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Re: count(*) of zero rows returns 1

From: David Johnston <polobo(at)yahoo(dot)com>
To: pgsql-hackers(at)postgresql(dot)org
Subject: Re: count(*) of zero rows returns 1
Date: 2013-01-14 20:09:59
Message-ID: 1358194198873-5740160.post@n5.nabble.com (view raw or flat)
Thread:
Lists: pgsql-hackers
Tom Lane-2 wrote
> Gurjeet Singh &lt;

> singh.gurjeet@

> &gt; writes:
>> Can somebody explain why a standalone count(*) returns 1?
>> postgres=# select count(*);
>>  count
>> -------
>>      1
>> (1 row)
> 
> The Oracle equivalent of that would be "SELECT count(*) FROM dual".
> Does it make more sense to you thought of that way?
> 
>> I agree it's an odd thing for someone to query, but I feel it should
>> return
>> 0, and not 1.
> 
> For that to return zero, it would also be necessary for "SELECT 2+2"
> to return zero rows.  Which would be consistent with some views of the
> universe, but not particularly useful.  Another counterexample is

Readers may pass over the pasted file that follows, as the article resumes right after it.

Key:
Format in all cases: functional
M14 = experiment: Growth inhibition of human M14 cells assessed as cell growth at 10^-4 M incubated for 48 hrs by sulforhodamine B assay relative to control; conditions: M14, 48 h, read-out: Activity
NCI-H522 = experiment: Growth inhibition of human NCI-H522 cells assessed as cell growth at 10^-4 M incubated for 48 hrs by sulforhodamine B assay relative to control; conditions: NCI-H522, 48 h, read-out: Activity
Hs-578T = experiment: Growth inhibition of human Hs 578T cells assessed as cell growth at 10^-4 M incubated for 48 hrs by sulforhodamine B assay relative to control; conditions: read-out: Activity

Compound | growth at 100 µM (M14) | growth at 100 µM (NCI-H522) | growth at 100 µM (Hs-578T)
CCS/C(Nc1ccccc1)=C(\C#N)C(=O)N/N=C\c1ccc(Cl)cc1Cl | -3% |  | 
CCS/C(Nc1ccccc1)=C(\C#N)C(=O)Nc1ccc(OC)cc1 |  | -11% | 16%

> 
> regression=# select sum(42);
>  sum 
> -----
>   42
> (1 row)
> 
> which by your argument would need to return NULL, since that would be
> SUM's result over zero rows.

Given that:

SELECT *;

Results in: 

SQL Error: ERROR:  SELECT * with no tables specified is not valid

then an aggregate over an error should not magically cause the error to go
away.

I am curious on some points:

Is there something in the standard that makes "SELECT count(*)" valid?
What does "SELECT * FROM dual" in Oracle yield?
Is there a meaningful use case for "SELECT sum(42)", or more specifically
any aggregate query where there are no table/value inputs?  

I get the "SELECT 2+2" and its ilk as there needs to be some way to evaluate
constants.

I get that the horse has already left the barn on this one but neither "0"
nor "1" seem particularly sound answers to the question "SELECT count(*)".

David J.





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